The Fathers of the
From Clement of Rome to Augustine of Hippo
Rev. Angus Stewart
The Fathers of the
Church: From Clement of Rome to Augustine of Hippo
by Pope Benedict XVI, edited and annotated by Joseph T.
Lienhard, S. J.
Grand Rapids, MI: Eerdmans,
Pp. x + 179. Paperback.
The apostle John
transgresseth, and abideth not in the doctrine of Christ,
hath not God" (II John 9). This includes the apostate church
of Rome which officially and creedally denies that Christ
alone is the full and sufficient Saviour, mediator and Lord,
with its many abominations: mariolatry, papal authority and
primacy, transubstantiation and worship of the host,
universal atonement (suspended on the alleged free will of
the sinner), purgatory, syncretism with pagan religions,
evolutionism, etc. The aged disciple continues with this
warning against heretical teachers: "If there come any unto
you, and bring not this doctrine [i.e., the true doctrine of
Christ], receive him not into your house, neither bid him
God speed: for he that biddeth him God speed is partaker of
his evil deeds" (vv. 10-11).
What would John the divine have said of a prominent
Christian publishing house, historically in the Dutch
Reformed tradition, printing and promoting a book by the
Roman pope, probably the greatest of the "antichrists" in
our day (I John 2:18)? In printing
The Fathers of the Church,
whatever prestige and reputation for orthodoxy that Eerdmans
enjoy—and I, for one, have many fine books of theirs on my
shelves—is lent in support of Benedict XVI, who claims to be
"The Holy Father," the "Vicar of Christ," the "Supreme
Pontiff of the Universal church," etc.
What a time to
publish a book by the pope! And what a pope for Eerdmans to
publish! Joseph Alois Ratzinger, as Prefect of the
Congregation for the Doctrine of the Faith (1981-2005) and
Dean of the College of Cardinals (2002-2005) and pope
(2005-), is probably as well-versed in the scandal of
paedophile and homosexual Roman priests as anyone. Despite
the claims of some Roman Catholics, he is deeply involved in
Rome's cover-up and ineffectual church discipline. Indeed,
he is the head of the whole rotten institution!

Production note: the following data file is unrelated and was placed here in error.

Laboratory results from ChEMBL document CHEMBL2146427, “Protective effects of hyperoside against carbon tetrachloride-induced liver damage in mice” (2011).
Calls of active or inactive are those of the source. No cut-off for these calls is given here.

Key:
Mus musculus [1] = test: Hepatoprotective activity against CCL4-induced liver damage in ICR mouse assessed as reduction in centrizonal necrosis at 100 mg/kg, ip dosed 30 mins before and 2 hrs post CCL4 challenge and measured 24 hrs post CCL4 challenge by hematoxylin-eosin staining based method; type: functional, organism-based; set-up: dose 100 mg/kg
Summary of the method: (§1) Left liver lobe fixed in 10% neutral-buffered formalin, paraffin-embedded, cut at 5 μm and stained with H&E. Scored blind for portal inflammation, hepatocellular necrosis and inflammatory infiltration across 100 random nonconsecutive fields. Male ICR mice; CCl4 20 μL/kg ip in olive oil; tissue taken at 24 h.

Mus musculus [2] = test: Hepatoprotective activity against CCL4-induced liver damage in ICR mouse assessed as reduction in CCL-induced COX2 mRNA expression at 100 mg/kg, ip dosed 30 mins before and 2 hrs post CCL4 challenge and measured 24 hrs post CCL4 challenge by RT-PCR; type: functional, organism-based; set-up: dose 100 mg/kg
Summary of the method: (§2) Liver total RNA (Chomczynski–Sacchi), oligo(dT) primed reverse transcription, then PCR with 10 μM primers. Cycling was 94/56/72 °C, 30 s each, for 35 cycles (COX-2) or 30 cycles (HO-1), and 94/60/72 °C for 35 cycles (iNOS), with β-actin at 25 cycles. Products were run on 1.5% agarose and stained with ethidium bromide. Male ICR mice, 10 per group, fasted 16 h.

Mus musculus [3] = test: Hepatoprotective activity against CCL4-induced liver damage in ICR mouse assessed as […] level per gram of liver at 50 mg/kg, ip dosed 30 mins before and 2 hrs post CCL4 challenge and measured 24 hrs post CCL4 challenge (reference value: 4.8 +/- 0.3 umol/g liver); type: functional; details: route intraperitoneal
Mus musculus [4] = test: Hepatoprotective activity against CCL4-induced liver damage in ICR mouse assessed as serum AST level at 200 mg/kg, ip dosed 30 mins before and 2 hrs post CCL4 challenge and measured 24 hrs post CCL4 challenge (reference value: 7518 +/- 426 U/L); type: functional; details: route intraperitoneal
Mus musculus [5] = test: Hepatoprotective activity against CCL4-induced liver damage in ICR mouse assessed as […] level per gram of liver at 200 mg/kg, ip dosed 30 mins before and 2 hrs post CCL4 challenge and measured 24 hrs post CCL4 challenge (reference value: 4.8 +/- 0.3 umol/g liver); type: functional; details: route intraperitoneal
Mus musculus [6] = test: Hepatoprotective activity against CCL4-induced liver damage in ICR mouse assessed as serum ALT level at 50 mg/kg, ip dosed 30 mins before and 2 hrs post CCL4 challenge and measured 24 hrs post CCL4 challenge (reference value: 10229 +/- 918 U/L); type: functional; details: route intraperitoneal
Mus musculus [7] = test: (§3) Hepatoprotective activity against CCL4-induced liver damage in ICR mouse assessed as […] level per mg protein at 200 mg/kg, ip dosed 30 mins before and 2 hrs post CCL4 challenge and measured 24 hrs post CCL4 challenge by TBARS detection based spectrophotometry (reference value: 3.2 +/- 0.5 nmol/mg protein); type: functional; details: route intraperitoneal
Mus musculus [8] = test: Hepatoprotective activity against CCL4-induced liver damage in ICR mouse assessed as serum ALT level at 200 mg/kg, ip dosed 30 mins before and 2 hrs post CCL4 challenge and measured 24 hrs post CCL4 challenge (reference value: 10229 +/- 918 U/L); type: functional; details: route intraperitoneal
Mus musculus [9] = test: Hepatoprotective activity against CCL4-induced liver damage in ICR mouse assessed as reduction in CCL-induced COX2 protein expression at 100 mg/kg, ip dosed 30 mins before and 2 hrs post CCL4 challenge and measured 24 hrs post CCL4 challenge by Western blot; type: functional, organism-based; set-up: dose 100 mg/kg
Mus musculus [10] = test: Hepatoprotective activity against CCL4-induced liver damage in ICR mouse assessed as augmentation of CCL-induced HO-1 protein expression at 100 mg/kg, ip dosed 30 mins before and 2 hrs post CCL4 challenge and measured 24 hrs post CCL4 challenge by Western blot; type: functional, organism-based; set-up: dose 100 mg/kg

The pope's new book
consists of thirty-six short chapters covering twenty-six
church fathers, six of whom receive two chapters (Origen,
Basil, Gregory Nazianzus, Gregory of Nyssa, Chrysostom and
Jerome) and one (Augustine) is treated in five chapters.
"Foreword" to Benedict XVI's book is written by a Jesuit, a
member of that Romish order raised up by Satan to hinder the
Reformation by attacking the gospel and persecuting the
church of Jesus Christ—it was especially "successful" in
The pope's first sentence in his first chapter begins by
introducing the Roman claims of Petrine
succession: "St. Clement, bishop of Rome in the last years
of the first century, was the third successor of Peter,
after Linus and Anacletus" (1). In the pope's last five
chapters, those on Augustine (who received more than twice
the length of the treatment of any of the other twenty-five
fathers), Benedict XVI fails to mention anything about the
Bishop of Hippo's greatest contribution to Christian
teaching: his biblical doctrine of God's sovereign grace in
Jesus Christ, rooted in (double) predestination. All we get
is a single reference to "Pelagianism" (140) and not even a
single reference to Semi-Pelagianism. The reason is not hard
to find: Romanism is historically Semi-Pelagian. Nowadays,
much of it is nearer Pelagianism, with a liberal dose of
humanism, liberation theology and syncretism thrown in.
John Calvin rightly
applies Zechariah 13:2-5 to the false prophecy, superstition
and "filthy clergy" of Romanism. His warning and exhortation
to preachers would apply equally well to Christian
publishers: "Whosoever then desires to perform all the
duties of a good and faithful pastor, ought firmly to
resolve, not only to abstain from all impure doctrines, and
simply to assert what is true, but also to detect all
corruptions which are injurious to religion, to recover men
from the deceptions of Satan, and in short, avowedly to
carry on war with all superstitions" (Comm. on Zech. 13:2).
Doubtless, some at
the judgment day will rise up against the fools at Eerdmans,
pleading that they were led astray and/or were confirmed in
their errors by reading a book by the Roman Antichrist
published by a purportedly Christian book company.
One wonders if this
title will make Eerdmans much money. Perhaps the proceeds
should go into buying a potter's field.